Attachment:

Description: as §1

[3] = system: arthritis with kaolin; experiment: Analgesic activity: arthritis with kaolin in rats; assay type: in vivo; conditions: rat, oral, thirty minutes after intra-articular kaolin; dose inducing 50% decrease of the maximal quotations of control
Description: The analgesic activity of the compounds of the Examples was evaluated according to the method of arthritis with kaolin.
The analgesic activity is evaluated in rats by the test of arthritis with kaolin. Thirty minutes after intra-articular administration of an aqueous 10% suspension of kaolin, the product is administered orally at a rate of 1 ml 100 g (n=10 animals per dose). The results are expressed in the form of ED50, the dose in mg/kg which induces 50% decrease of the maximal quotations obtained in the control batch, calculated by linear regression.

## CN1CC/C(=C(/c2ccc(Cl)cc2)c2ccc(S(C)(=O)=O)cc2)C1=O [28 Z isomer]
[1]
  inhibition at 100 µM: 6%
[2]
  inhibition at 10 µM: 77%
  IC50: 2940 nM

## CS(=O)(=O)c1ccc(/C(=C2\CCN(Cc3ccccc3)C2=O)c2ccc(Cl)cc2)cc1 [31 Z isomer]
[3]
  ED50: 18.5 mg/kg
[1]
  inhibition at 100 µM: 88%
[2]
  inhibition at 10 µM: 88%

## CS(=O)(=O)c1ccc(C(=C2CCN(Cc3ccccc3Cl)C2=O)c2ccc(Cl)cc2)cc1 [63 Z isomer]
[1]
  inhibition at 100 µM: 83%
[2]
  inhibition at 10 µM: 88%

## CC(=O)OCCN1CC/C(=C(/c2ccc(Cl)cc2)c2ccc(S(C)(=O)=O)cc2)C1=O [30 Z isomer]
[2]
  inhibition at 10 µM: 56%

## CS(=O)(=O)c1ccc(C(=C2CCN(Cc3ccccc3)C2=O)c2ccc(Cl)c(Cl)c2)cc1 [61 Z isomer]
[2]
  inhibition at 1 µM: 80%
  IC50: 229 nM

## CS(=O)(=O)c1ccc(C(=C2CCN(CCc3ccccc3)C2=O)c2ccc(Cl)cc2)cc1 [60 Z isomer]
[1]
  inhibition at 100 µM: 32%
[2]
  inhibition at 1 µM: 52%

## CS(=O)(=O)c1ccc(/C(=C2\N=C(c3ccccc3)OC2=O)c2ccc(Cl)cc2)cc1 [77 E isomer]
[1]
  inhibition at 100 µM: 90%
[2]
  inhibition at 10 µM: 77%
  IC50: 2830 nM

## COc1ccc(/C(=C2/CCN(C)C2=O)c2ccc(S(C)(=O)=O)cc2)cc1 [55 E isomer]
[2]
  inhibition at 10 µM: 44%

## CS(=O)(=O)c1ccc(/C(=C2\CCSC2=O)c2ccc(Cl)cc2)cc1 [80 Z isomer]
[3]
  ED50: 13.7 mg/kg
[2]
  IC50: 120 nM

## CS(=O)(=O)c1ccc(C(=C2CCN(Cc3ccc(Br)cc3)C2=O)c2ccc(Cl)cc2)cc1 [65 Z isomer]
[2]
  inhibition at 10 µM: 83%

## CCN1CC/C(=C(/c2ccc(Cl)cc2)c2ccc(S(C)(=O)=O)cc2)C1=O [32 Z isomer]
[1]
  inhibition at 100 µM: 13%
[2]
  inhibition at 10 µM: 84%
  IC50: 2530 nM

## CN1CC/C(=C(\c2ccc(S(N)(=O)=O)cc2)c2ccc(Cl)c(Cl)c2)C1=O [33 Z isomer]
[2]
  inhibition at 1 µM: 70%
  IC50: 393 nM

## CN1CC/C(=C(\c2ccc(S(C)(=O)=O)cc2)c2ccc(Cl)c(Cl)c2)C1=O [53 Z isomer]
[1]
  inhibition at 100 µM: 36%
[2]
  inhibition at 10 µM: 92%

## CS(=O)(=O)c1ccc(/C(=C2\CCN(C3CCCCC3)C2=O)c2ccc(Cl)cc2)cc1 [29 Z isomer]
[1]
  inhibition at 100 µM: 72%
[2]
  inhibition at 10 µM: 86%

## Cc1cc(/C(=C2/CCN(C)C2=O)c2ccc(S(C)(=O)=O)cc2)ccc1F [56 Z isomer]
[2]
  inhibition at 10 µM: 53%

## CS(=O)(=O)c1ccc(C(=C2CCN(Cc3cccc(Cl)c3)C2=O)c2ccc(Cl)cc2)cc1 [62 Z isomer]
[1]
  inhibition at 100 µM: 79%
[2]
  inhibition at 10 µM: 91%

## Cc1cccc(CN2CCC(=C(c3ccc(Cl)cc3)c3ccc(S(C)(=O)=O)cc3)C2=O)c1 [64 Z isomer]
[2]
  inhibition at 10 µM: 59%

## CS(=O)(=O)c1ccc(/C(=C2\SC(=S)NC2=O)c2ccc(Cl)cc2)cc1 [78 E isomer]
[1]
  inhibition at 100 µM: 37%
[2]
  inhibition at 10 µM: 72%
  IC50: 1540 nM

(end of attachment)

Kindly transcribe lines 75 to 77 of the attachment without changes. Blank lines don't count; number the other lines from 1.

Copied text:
## CS(=O)(=O)c1ccc(C(=C2CCN(Cc3cccc(Cl)c3)C2=O)c2ccc(Cl)cc2)cc1 [62 Z isomer]
[1]
  inhibition at 100 µM: 79%